Kidnappers in Cameroon have released 80 children and two staff members who were taken from a Presbyterian boarding school, but the violent separatist unrest in the country’s Northwest Region persists.
Last Wednesday, two days after the kidnapping, the abductors returned 78 of the students to a church in the village of Nkwen near Bamenda, the regional capital. The Rev. Fonki Samuel Forba, who leads the Presbyterian Church in Cameroon, said on Monday the kidnappers released the last two students, a teacher, and the school’s principal, stressing, “I can authoritatively tell you that we did not pay any ransom to secure their freedom.”
One of the rescued children told The Guardian the kidnappers made them walk through the night. “We didn’t know if they would kill us or not,” he said. “The [captors] said their only problem is that we were in school.”
Cameroon’s Northwest Region is the center of clashes between security forces and English-speaking separatists who complain of marginalization. The unrest began as peaceful protests in 2016 when English-speakers, who make up 20 percent of the country’s population, demanded more representation in schools and courts.
But the government’s violent crackdown gave steam to separatist groups, who now call the region the independent state of Ambazonia. Between five and 20 separatist groups operate in the Northwest and Southwest regions. Amnesty International estimated that violence by both separatists and security forces has killed up to 400 people since the unrest began. In two recent attacks, separatists chopped off the fingers of workers at a state-run rubber plantation after they defied an order to stay away.
The separatists have also burned down at least 100 schools to protest educators’ use of the French language. Students and teachers also were driven from buildings that were then turned into training grounds.
A day after the boarding school kidnapping, one of the separatist groups, called the Amba Boys, claimed responsibility in a video posted online. But a second rebel group, Mo Risc, blamed the attack on the government, claiming there was a “glaring French accent” in the video. Another group, the Ambazonia Governing Council, in a statement condemned the attack as the work of “infiltrators and saboteurs working directly or indirectly for the Cameroon oppressive regime.”
Mathel Majum, one of the rescued girls, told CNN the kidnappers assured them they would be released but warned them not to return to school. “They told us not to worry and feel free with them,” she said. “We never lacked food.”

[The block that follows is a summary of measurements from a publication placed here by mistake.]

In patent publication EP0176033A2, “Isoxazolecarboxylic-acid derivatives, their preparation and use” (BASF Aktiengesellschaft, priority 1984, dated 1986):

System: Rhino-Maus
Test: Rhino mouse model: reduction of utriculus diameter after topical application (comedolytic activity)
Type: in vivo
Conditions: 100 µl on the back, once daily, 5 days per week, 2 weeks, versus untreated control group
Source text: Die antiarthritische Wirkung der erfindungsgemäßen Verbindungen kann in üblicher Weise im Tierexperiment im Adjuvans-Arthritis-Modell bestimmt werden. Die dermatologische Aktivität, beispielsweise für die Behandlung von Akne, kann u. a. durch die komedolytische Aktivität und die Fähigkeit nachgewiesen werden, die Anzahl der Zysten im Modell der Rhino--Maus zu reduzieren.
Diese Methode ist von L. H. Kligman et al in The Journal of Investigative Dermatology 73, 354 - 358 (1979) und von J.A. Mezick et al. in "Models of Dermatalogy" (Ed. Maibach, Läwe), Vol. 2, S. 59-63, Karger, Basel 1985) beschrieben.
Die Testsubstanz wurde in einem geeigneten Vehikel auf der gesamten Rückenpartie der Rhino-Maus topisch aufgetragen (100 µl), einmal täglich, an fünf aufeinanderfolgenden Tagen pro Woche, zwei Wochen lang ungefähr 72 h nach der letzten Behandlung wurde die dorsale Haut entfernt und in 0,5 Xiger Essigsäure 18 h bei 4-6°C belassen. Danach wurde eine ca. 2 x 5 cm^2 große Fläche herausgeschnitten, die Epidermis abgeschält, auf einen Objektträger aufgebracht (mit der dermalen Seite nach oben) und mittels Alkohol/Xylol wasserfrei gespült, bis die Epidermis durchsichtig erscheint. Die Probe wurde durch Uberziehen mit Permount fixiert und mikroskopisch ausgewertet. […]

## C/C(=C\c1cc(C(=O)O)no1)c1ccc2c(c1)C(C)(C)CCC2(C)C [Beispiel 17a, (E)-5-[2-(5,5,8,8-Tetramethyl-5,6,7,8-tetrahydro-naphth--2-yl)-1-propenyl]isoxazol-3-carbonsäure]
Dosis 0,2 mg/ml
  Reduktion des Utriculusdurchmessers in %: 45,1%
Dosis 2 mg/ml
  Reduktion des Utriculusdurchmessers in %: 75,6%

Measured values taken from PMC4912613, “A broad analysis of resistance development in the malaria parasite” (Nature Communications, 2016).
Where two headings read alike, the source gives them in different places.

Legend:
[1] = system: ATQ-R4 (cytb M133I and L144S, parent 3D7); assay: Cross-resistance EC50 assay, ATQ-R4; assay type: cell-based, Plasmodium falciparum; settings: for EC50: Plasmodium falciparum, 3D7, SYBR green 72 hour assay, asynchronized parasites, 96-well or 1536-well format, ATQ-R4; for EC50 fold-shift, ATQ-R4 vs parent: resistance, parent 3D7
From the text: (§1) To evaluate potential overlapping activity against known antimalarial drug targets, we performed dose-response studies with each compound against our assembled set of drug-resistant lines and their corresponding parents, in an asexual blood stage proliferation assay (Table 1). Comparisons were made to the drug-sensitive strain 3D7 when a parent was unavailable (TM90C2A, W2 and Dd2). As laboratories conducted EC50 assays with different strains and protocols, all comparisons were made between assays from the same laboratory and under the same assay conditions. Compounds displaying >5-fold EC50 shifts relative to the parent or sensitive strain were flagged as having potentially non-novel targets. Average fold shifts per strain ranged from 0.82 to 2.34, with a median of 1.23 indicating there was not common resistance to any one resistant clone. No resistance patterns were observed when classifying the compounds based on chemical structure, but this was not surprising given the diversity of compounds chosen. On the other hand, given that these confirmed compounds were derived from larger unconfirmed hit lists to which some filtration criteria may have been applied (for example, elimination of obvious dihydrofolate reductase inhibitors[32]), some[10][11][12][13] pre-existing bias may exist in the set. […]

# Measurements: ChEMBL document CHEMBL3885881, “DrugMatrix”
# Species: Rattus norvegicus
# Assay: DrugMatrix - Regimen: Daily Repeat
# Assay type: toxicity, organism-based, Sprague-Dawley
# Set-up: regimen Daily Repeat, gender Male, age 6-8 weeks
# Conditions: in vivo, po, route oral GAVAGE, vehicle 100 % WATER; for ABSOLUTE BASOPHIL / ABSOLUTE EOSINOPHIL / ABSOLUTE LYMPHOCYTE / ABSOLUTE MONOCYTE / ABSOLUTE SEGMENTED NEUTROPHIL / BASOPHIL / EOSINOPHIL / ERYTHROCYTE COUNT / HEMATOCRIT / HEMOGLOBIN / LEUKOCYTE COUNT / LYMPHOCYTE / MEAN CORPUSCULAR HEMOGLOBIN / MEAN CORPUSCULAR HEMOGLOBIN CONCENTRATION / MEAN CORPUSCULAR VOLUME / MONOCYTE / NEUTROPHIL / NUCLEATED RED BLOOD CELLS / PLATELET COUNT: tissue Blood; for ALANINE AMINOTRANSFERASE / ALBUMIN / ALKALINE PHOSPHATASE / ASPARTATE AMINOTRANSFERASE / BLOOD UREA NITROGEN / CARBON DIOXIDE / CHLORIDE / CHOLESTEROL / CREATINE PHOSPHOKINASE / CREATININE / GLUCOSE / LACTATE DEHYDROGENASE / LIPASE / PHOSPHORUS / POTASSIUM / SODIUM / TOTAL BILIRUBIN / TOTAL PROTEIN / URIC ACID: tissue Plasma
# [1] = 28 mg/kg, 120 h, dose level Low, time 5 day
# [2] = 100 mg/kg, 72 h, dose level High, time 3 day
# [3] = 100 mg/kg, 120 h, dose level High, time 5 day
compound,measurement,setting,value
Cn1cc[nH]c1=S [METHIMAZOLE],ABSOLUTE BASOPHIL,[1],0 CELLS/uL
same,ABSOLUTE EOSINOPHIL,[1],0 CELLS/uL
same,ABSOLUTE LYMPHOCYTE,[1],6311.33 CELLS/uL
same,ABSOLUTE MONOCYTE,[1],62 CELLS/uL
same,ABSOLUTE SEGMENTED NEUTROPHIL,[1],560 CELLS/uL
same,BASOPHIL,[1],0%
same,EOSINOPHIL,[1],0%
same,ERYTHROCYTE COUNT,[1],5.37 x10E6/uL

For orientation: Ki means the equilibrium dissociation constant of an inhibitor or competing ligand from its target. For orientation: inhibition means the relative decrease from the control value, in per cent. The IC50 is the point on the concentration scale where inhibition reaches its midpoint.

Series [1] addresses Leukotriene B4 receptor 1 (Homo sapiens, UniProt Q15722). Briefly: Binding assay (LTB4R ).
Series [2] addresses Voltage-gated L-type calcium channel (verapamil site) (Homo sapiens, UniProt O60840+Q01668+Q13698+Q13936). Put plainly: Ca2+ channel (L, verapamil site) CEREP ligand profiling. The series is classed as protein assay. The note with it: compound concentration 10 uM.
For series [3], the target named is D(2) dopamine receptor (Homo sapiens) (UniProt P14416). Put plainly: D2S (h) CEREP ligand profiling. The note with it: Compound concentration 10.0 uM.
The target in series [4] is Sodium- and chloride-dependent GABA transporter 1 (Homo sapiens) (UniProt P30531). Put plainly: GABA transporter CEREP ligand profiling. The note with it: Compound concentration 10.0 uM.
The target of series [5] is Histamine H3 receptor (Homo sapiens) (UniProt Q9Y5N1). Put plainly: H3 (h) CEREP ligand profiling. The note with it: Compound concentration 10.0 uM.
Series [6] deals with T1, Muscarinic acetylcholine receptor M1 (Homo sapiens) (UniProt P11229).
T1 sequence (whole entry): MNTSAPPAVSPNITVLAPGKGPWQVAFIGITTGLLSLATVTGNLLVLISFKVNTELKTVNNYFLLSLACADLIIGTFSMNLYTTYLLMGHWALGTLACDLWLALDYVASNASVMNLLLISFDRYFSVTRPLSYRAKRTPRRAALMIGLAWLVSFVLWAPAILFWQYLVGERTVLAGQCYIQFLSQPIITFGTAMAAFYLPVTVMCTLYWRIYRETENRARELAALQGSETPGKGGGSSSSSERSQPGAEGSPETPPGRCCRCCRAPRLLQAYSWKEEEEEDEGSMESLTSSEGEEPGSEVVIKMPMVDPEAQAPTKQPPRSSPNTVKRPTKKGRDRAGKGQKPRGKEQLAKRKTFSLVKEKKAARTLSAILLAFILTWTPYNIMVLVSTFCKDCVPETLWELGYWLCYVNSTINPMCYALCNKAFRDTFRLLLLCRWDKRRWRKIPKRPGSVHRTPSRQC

Tanda Theophilus, a fellow for the Africa Program at the International Crisis Group, said the separatists’ focus on schools and businesses is an attempt to keep the movement alive.
“The intensity of the crisis is based on the fact that schools stopped at some point, and it goes down to a general strike of staying home on Mondays,” Theophilus said. “The separatists think if schools resume normally and the ghost town stops, their fight will have a lot of limitations.”
Joseph Achuo, a pastor at Harvest Bible Chapel in Bamenda, told me the unrest has brought severe restrictions. Authorities imposed a 6 p.m. to 6 a.m. curfew on the city, and armored vehicles and armed security forces continue to patrol the streets. Achuo moved his three children to a school outside the region because of the danger.
It also disrupted religious activities, and his church canceled evening prayer meetings. “We had to move them earlier in the day, but nobody comes,” he said. “The church is less than half its regular attendance.”
Theophilus called for an inclusive dialogue that would begin by identifying and uniting the demands of the multiple separatist groups. Religious leaders in the country scheduled a conference next week to harmonize the demands of the English-speakers and put pressure on the government.
“That’s why we call on the international community to mount pressure on the government and separatists to make sure it takes place,” Theophilus said.